Te Rangi Hīroa said that any house (meaning whare tupuna) without tukutuku had a feeling of incompleteness, even poverty. This was the basis of the theme of these nine pieces in seeing the link with family and tukutuku. However, there were only six to eight different tukutuku patterns that I have seen. There are more, I don’t the meanings. Some of the tukutuku patterns include kaokao (meaning courage, preparedness), whetu (stars), patiki (the flounder – plentiful). These are simple meanings, to something much deeper, for example the roimata toroa pattern tells of the story of Pourangahua who had been given use of two albatross with strict conditions. Pourangahua did not follow the conditions and lead to the demise of the birds and thus the tears of the albatross (roimata – tears and toroa – albatross). However, I could not match existing tukutuku to the nine principles. I have seen other historical images of tukutuku, but they did not include meanings and stories.
I read about Apirana Ngata’s Rotorua School of Māori Arts and Crafts started in 1927 that revived the Māori arts including tukutuku. Ngata also recognised the changing environment and that
“as Māori adopted Pākehā ideas and technologies for their own purposes, but in a way that was driven by Māori needs and aspirations.”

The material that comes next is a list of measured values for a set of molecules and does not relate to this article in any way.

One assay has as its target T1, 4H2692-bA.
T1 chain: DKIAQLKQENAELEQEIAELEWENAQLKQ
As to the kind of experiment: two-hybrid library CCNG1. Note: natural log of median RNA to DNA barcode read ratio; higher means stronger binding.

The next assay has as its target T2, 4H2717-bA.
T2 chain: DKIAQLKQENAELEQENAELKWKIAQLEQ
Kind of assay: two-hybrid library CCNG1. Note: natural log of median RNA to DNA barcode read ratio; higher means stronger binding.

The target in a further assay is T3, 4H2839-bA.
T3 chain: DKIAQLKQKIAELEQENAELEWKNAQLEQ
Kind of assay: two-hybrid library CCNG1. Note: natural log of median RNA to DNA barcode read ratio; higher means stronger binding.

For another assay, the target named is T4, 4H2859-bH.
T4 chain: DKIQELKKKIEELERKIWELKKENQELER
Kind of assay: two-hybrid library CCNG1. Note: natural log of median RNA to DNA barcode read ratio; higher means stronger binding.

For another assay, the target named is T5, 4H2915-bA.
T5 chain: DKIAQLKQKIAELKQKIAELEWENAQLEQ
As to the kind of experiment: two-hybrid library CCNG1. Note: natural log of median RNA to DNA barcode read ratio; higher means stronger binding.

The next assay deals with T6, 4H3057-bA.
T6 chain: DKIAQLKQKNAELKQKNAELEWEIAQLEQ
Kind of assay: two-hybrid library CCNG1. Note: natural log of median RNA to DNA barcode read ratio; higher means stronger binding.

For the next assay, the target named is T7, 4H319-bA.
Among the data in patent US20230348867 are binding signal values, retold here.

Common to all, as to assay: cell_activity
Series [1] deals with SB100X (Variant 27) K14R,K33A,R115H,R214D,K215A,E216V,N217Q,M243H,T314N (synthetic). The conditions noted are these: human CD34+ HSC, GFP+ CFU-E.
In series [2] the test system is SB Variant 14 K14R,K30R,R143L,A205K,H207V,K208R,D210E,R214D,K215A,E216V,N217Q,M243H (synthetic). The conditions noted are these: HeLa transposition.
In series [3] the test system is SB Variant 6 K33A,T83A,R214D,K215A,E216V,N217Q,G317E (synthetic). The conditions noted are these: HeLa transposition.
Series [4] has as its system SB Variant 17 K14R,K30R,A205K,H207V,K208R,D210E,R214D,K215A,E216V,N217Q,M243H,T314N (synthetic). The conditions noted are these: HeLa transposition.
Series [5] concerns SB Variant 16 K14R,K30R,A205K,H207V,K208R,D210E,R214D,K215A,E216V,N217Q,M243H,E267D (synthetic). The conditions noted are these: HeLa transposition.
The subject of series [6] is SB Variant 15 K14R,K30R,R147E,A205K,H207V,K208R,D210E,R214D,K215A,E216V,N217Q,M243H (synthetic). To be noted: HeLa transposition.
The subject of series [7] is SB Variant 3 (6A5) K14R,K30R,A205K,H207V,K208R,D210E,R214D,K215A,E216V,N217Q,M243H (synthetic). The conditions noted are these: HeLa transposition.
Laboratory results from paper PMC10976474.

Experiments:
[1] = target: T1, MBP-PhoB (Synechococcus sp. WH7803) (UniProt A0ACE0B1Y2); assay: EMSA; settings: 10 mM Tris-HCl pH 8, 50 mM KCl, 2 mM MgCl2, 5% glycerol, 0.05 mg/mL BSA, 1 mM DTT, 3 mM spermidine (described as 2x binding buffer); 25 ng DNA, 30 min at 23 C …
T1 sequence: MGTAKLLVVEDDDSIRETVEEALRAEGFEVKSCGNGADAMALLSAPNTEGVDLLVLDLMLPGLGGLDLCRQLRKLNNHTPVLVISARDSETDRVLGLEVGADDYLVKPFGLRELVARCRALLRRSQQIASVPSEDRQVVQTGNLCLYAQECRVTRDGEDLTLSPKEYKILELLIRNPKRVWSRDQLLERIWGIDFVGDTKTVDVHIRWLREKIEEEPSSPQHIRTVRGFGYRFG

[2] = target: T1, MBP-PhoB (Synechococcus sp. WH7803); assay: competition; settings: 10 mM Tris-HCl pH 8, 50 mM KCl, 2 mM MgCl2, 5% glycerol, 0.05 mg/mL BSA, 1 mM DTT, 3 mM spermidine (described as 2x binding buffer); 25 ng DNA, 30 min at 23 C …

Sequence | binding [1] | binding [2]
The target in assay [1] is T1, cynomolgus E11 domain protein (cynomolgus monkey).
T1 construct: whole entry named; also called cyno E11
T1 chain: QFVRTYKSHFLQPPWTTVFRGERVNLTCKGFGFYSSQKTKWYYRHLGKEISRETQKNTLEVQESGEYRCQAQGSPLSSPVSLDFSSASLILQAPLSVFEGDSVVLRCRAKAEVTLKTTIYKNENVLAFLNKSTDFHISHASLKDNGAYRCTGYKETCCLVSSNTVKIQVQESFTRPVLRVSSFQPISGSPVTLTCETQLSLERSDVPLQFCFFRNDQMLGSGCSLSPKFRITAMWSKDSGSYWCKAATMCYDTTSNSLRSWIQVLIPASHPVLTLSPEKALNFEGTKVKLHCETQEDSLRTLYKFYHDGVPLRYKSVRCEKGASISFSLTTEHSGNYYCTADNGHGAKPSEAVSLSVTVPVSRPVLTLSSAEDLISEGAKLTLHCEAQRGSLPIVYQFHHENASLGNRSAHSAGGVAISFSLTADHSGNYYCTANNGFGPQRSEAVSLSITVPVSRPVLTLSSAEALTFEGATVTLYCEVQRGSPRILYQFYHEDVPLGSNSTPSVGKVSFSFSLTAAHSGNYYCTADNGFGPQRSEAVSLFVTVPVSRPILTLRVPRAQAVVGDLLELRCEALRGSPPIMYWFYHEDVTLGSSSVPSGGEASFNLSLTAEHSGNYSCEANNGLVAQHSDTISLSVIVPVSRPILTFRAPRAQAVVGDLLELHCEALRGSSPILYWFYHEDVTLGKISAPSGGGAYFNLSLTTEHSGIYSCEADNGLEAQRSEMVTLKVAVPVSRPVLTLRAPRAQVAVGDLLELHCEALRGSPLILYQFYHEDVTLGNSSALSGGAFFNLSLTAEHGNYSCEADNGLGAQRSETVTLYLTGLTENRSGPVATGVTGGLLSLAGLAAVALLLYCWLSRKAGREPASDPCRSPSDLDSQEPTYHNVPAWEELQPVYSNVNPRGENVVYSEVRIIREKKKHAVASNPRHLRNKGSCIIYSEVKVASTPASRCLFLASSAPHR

This led me to believe that modern takes or the development of new patterns and patterns based on modern forms would be acceptable. And if you think about it, Pākehā introduced new technology, such as the horse  (hōiho) and so Māori words were developed for these new objects and we call them transliterations (the use of transferring a word from the alphabet of one language to another). 
Ngata’s drive for excellence was shown when he was known to have taken student’s work and unravelled them if it was not done well enough. This means that all art or any activities, if done, must be done with care with an aim of excellence.
Men traditionally did tukutuku because of the tapu of building a whare tupuna (only men were able to do this). At the time, tukutuku formed part of the structure and insulation of the walls, but because of the newly introduced building standards, tukutuku could no longer form the structure, so Ngata was able to remove it from the building of whare tupuna and then he introduced women to the tukutuku process, thus removing the tapu of the tukutuku.